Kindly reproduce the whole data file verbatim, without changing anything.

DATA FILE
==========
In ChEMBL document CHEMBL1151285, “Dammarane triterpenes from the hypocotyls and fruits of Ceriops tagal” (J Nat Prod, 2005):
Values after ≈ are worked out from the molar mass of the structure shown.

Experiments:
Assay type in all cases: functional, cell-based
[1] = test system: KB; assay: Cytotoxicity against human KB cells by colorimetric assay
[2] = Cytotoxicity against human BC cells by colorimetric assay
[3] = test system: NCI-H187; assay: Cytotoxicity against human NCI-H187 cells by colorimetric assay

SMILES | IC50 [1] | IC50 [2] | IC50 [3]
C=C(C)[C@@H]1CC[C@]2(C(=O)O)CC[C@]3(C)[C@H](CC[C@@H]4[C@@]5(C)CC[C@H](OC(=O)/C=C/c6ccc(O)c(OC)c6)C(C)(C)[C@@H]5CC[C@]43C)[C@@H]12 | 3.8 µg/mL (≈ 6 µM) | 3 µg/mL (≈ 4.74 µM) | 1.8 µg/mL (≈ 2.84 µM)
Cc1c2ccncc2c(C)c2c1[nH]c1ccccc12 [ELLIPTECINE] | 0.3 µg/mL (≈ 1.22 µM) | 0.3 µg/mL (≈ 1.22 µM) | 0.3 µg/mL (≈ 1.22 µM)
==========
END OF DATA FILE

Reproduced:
In ChEMBL document CHEMBL1151285, “Dammarane triterpenes from the hypocotyls and fruits of Ceriops tagal” (J Nat Prod, 2005):
Values after ≈ are worked out from the molar mass of the structure shown.

Experiments:
Assay type in all cases: functional, cell-based
[1] = test system: KB; assay: Cytotoxicity against human KB cells by colorimetric assay
[2] = Cytotoxicity against human BC cells by colorimetric assay
[3] = test system: NCI-H187; assay: Cytotoxicity against human NCI-H187 cells by colorimetric assay

SMILES | IC50 [1] | IC50 [2] | IC50 [3]
C=C(C)[C@@H]1CC[C@]2(C(=O)O)CC[C@]3(C)[C@H](CC[C@@H]4[C@@]5(C)CC[C@H](OC(=O)/C=C/c6ccc(O)c(OC)c6)C(C)(C)[C@@H]5CC[C@]43C)[C@@H]12 | 3.8 µg/mL (≈ 6 µM) | 3 µg/mL (≈ 4.74 µM) | 1.8 µg/mL (≈ 2.84 µM)
Cc1c2ccncc2c(C)c2c1[nH]c1ccccc12 [ELLIPTECINE] | 0.3 µg/mL (≈ 1.22 µM) | 0.3 µg/mL (≈ 1.22 µM) | 0.3 µg/mL (≈ 1.22 µM)